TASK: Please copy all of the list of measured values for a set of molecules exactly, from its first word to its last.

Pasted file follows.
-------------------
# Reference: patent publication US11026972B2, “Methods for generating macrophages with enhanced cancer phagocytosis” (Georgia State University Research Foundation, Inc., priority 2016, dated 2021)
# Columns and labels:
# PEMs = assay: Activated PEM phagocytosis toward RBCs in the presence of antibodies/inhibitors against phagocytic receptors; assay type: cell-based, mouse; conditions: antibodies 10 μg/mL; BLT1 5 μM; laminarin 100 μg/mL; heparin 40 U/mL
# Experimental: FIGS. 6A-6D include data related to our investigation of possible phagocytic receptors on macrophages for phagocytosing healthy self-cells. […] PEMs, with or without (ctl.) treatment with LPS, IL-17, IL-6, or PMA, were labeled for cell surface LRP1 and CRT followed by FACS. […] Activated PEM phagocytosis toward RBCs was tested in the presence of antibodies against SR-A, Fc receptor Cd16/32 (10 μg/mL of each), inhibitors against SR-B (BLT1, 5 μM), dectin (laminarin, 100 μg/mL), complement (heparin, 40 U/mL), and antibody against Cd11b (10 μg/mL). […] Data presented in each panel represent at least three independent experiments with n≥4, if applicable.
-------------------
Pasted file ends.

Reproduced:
# Reference: patent publication US11026972B2, “Methods for generating macrophages with enhanced cancer phagocytosis” (Georgia State University Research Foundation, Inc., priority 2016, dated 2021)
# Columns and labels:
# PEMs = assay: Activated PEM phagocytosis toward RBCs in the presence of antibodies/inhibitors against phagocytic receptors; assay type: cell-based, mouse; conditions: antibodies 10 μg/mL; BLT1 5 μM; laminarin 100 μg/mL; heparin 40 U/mL
# Experimental: FIGS. 6A-6D include data related to our investigation of possible phagocytic receptors on macrophages for phagocytosing healthy self-cells. […] PEMs, with or without (ctl.) treatment with LPS, IL-17, IL-6, or PMA, were labeled for cell surface LRP1 and CRT followed by FACS. […] Activated PEM phagocytosis toward RBCs was tested in the presence of antibodies against SR-A, Fc receptor Cd16/32 (10 μg/mL of each), inhibitors against SR-B (BLT1, 5 μM), dectin (laminarin, 100 μg/mL), complement (heparin, 40 U/mL), and antibody against Cd11b (10 μg/mL). […] Data presented in each panel represent at least three independent experiments with n≥4, if applicable.